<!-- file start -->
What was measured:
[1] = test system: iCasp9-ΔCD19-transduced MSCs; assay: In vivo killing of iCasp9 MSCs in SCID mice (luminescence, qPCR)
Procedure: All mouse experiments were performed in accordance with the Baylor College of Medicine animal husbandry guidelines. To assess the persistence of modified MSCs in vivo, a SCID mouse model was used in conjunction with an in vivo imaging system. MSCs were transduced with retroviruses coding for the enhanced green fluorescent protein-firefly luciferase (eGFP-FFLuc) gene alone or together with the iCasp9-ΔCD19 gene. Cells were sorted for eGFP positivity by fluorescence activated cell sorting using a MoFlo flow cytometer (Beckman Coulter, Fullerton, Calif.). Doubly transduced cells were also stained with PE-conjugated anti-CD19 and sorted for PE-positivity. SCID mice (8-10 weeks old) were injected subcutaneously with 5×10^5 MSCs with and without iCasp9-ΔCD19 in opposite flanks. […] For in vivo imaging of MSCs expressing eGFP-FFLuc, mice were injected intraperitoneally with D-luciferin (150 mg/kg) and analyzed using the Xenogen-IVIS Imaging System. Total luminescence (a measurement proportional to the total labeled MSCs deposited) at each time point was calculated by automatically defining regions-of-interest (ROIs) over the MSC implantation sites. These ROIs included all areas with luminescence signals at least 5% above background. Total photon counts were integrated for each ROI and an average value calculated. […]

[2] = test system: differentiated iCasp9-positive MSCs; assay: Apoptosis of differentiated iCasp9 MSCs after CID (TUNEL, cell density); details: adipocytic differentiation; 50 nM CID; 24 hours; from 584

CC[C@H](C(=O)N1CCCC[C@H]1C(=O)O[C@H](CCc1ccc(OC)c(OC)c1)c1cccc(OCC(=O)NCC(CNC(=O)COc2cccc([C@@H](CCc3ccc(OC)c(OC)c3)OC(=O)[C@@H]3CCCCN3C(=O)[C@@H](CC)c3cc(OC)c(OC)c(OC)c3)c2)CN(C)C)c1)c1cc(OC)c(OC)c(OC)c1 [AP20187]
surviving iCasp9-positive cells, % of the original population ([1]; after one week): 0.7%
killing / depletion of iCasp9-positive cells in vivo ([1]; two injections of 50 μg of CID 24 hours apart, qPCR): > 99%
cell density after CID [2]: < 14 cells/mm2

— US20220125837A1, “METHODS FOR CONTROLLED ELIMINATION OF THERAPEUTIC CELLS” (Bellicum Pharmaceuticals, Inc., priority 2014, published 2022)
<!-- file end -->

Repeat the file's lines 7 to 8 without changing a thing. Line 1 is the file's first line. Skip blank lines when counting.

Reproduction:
killing / depletion of iCasp9-positive cells in vivo ([1]; two injections of 50 μg of CID 24 hours apart, qPCR): > 99%
cell density after CID [2]: < 14 cells/mm2